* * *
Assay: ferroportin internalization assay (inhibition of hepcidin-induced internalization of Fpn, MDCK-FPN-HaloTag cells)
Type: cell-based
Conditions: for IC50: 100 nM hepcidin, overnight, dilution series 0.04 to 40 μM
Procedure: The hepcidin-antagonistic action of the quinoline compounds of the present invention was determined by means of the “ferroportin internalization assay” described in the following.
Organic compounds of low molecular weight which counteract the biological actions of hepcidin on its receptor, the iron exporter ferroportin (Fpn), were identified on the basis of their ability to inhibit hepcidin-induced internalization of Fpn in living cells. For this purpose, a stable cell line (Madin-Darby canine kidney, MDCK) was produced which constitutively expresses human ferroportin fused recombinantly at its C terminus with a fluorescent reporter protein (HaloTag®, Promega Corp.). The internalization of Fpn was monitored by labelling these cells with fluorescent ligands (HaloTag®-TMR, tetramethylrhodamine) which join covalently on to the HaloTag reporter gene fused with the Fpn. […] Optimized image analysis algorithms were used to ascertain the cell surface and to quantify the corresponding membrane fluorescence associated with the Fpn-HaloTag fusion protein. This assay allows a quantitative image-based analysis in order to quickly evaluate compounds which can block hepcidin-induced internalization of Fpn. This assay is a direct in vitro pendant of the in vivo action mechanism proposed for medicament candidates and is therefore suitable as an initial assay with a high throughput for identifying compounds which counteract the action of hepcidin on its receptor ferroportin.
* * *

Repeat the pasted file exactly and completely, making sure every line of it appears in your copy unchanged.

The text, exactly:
Assay: ferroportin internalization assay (inhibition of hepcidin-induced internalization of Fpn, MDCK-FPN-HaloTag cells)
Type: cell-based
Conditions: for IC50: 100 nM hepcidin, overnight, dilution series 0.04 to 40 μM
Procedure: The hepcidin-antagonistic action of the quinoline compounds of the present invention was determined by means of the “ferroportin internalization assay” described in the following.
Organic compounds of low molecular weight which counteract the biological actions of hepcidin on its receptor, the iron exporter ferroportin (Fpn), were identified on the basis of their ability to inhibit hepcidin-induced internalization of Fpn in living cells. For this purpose, a stable cell line (Madin-Darby canine kidney, MDCK) was produced which constitutively expresses human ferroportin fused recombinantly at its C terminus with a fluorescent reporter protein (HaloTag®, Promega Corp.). The internalization of Fpn was monitored by labelling these cells with fluorescent ligands (HaloTag®-TMR, tetramethylrhodamine) which join covalently on to the HaloTag reporter gene fused with the Fpn. […] Optimized image analysis algorithms were used to ascertain the cell surface and to quantify the corresponding membrane fluorescence associated with the Fpn-HaloTag fusion protein. This assay allows a quantitative image-based analysis in order to quickly evaluate compounds which can block hepcidin-induced internalization of Fpn. This assay is a direct in vitro pendant of the in vivo action mechanism proposed for medicament candidates and is therefore suitable as an initial assay with a high throughput for identifying compounds which counteract the action of hepcidin on its receptor ferroportin.